recent releases

Daniel Lentz
River of 1,000 Streams


One of the Alex Ross/The New Yorker “Notable Recordings of 2017”  

River of 1,000 Streams is a dense, slowly evolving virtuosic piano piece in which a live/solo part is expanded by the addition of hundreds of “cascading echoes” (reappearing fragments of music) that appear kaleidoscopically in up to 11 simultaneous layers, creating thick clouds of (primarily) tremolos that gradually gain in density and volume as rich, drifting harmonies climb, in a great arc, from the very bottom to the top of the keyboard.

River is performed by one of Los Angeles’s most prominent pianists, Vicki Ray, a Grammy-nominated new-music champion and a founding member of the California EAR Unit and Piano Spheres. She has performed with the Los Angeles Philharmonic, the Los Angeles Master Chorale, the San Francisco Contemporary Music Players and many new music groups in LA and around the world.  [More info…]

“When it comes to attempts at musical seduction, Lentz’s music is way out front.” —Kyle Gann, Village Voice

“Lentz’s music inhabits…a musical ‘state of becoming,’ where both new and reappearing musical and textual fragments are fused through complex layering processes.” —John Schaefer, New Sounds, WNYC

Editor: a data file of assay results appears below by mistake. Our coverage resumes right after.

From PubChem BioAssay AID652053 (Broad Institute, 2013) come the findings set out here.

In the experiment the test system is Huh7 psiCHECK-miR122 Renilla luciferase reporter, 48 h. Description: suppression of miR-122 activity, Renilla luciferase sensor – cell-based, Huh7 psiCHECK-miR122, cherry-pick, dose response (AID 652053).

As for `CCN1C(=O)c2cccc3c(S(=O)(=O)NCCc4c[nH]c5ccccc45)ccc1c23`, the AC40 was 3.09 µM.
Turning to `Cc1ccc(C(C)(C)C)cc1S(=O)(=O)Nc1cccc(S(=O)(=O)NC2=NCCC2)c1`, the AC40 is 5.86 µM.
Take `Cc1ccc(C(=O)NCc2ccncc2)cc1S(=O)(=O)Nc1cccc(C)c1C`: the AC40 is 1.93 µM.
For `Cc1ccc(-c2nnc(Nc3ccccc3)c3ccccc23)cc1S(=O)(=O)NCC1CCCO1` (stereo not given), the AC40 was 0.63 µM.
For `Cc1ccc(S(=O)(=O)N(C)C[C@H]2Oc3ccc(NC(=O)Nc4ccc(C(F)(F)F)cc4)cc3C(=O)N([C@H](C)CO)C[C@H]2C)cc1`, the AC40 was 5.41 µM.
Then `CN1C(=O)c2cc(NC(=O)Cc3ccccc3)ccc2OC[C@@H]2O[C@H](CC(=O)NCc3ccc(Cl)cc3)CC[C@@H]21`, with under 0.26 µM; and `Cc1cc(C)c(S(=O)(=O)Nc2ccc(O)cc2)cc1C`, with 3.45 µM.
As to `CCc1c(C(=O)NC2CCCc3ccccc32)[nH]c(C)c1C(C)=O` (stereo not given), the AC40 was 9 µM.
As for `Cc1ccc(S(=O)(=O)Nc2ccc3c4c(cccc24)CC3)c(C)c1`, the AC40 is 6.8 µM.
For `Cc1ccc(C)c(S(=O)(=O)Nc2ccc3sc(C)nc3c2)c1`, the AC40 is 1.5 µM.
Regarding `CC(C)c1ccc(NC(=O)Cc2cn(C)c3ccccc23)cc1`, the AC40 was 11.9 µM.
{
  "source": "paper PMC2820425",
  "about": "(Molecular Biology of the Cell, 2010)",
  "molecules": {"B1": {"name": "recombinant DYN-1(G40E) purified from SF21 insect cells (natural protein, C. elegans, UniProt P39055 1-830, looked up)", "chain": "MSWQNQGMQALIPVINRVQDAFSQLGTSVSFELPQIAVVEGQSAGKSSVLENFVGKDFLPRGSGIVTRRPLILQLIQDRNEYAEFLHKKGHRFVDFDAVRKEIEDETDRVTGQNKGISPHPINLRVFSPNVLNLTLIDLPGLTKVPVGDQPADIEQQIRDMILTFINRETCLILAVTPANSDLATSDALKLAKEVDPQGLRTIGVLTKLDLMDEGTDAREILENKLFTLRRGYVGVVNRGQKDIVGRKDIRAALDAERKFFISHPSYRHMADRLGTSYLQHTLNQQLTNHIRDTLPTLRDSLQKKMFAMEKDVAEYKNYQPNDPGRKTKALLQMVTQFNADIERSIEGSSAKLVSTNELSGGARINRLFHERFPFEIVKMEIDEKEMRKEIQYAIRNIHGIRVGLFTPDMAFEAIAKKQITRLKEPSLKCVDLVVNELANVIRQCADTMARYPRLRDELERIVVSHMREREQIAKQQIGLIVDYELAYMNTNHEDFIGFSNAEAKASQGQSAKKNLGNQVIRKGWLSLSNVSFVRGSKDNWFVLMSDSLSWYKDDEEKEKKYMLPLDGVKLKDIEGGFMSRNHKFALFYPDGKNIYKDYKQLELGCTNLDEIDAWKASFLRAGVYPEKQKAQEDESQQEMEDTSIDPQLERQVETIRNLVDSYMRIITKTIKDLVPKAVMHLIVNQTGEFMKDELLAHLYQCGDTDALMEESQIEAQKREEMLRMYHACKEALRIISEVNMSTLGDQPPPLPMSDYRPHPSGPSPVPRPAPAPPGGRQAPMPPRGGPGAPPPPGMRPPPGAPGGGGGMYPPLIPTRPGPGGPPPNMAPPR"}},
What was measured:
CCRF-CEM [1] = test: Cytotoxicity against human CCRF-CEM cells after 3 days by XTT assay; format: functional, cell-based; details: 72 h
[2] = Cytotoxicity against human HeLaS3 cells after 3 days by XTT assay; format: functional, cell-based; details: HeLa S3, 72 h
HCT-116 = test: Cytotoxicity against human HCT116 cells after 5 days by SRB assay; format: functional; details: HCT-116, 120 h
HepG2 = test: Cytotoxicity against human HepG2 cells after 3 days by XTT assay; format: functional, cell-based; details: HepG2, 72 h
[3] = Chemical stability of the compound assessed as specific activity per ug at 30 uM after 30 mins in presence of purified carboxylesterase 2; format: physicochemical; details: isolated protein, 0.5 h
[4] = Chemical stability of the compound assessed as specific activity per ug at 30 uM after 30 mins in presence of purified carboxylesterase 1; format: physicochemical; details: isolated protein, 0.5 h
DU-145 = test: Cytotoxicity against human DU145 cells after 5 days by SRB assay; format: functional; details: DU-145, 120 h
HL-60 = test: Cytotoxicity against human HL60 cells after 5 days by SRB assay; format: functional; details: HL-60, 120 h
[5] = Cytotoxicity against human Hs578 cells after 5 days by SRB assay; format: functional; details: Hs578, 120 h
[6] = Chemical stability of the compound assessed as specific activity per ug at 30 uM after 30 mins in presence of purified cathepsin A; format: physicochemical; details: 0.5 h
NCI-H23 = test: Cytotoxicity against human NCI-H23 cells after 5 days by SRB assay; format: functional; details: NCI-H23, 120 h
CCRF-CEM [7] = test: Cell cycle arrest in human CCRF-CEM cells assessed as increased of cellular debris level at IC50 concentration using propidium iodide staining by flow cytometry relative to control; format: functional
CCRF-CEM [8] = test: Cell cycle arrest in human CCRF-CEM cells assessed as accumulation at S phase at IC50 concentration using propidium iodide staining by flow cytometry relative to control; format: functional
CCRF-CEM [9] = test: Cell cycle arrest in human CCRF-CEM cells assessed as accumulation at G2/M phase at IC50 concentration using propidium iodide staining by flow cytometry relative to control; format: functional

“Lentz’s work ‘chortles’ in ways both sensual and intellectual.” —Los Angeles Reader

“By intriguing his listeners at the same time he wreathes them in smiles, Lentz always comes up with something listenable and worthwhile.” —Gramophone

Larry Polansky


A Guitar Moderne 2017 “Record Pick”

Larry Polansky’s freeHorn is an album of three shape-shifting chamber works. The textural, ever morphing freeHorn, performed by an octet of mixed instruments, and the pulsing electric guitar duo ii-v-i modulate between three different natural harmonic series, providing intriguing musical outings that are somewhat adrift from the tempered tunings that most of us are accustomed to. The short third track, minmaj, another duo for electric guitars, is Polansky’s unusual “translation” of Carl Ruggles’s 1921 brass piece Angels. The three works are performed by the composer in the company of a group of Bay Area composer-performers. [More info…]